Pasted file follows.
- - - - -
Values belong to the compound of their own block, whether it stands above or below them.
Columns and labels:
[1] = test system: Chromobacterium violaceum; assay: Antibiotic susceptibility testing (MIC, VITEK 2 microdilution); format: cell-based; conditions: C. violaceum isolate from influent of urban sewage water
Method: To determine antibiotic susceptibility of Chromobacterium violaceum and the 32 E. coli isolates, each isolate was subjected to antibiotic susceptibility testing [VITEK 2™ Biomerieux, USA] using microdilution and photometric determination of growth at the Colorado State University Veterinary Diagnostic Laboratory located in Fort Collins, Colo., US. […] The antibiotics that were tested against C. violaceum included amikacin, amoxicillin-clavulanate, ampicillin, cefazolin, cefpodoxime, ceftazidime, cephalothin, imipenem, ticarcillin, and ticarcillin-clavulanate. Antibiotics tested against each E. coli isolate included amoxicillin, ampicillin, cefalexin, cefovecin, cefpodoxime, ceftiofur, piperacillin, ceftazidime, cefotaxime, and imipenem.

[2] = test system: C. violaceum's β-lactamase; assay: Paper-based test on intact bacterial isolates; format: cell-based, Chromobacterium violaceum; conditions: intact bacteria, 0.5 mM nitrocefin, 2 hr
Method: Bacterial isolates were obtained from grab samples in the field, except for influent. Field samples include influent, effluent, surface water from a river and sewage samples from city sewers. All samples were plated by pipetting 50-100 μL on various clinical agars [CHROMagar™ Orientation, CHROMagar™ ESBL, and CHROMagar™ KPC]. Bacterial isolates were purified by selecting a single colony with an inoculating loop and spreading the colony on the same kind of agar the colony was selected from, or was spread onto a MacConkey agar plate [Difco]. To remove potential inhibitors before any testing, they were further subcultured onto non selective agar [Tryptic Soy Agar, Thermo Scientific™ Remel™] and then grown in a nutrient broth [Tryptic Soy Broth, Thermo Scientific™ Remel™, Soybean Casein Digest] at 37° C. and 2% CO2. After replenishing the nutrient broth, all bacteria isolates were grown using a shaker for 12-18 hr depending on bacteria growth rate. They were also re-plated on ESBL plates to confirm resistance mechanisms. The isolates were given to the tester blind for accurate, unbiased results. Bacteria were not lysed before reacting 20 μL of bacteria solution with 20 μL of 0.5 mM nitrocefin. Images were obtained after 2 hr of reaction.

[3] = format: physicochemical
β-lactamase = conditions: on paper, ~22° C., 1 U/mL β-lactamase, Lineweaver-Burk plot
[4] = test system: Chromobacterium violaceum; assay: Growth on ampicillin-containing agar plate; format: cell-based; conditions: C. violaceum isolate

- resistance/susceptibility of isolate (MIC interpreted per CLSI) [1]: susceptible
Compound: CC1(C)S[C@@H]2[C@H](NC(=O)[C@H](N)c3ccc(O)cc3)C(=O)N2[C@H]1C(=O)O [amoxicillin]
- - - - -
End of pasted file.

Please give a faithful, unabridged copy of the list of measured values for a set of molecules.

Values belong to the compound of their own block, whether it stands above or below them.
Columns and labels:
[1] = test system: Chromobacterium violaceum; assay: Antibiotic susceptibility testing (MIC, VITEK 2 microdilution); format: cell-based; conditions: C. violaceum isolate from influent of urban sewage water
Method: To determine antibiotic susceptibility of Chromobacterium violaceum and the 32 E. coli isolates, each isolate was subjected to antibiotic susceptibility testing [VITEK 2™ Biomerieux, USA] using microdilution and photometric determination of growth at the Colorado State University Veterinary Diagnostic Laboratory located in Fort Collins, Colo., US. […] The antibiotics that were tested against C. violaceum included amikacin, amoxicillin-clavulanate, ampicillin, cefazolin, cefpodoxime, ceftazidime, cephalothin, imipenem, ticarcillin, and ticarcillin-clavulanate. Antibiotics tested against each E. coli isolate included amoxicillin, ampicillin, cefalexin, cefovecin, cefpodoxime, ceftiofur, piperacillin, ceftazidime, cefotaxime, and imipenem.

[2] = test system: C. violaceum's β-lactamase; assay: Paper-based test on intact bacterial isolates; format: cell-based, Chromobacterium violaceum; conditions: intact bacteria, 0.5 mM nitrocefin, 2 hr
Method: Bacterial isolates were obtained from grab samples in the field, except for influent. Field samples include influent, effluent, surface water from a river and sewage samples from city sewers. All samples were plated by pipetting 50-100 μL on various clinical agars [CHROMagar™ Orientation, CHROMagar™ ESBL, and CHROMagar™ KPC]. Bacterial isolates were purified by selecting a single colony with an inoculating loop and spreading the colony on the same kind of agar the colony was selected from, or was spread onto a MacConkey agar plate [Difco]. To remove potential inhibitors before any testing, they were further subcultured onto non selective agar [Tryptic Soy Agar, Thermo Scientific™ Remel™] and then grown in a nutrient broth [Tryptic Soy Broth, Thermo Scientific™ Remel™, Soybean Casein Digest] at 37° C. and 2% CO2. After replenishing the nutrient broth, all bacteria isolates were grown using a shaker for 12-18 hr depending on bacteria growth rate. They were also re-plated on ESBL plates to confirm resistance mechanisms. The isolates were given to the tester blind for accurate, unbiased results. Bacteria were not lysed before reacting 20 μL of bacteria solution with 20 μL of 0.5 mM nitrocefin. Images were obtained after 2 hr of reaction.

[3] = format: physicochemical
β-lactamase = conditions: on paper, ~22° C., 1 U/mL β-lactamase, Lineweaver-Burk plot
[4] = test system: Chromobacterium violaceum; assay: Growth on ampicillin-containing agar plate; format: cell-based; conditions: C. violaceum isolate

- resistance/susceptibility of isolate (MIC interpreted per CLSI) [1]: susceptible
Compound: CC1(C)S[C@@H]2[C@H](NC(=O)[C@H](N)c3ccc(O)cc3)C(=O)N2[C@H]1C(=O)O [amoxicillin]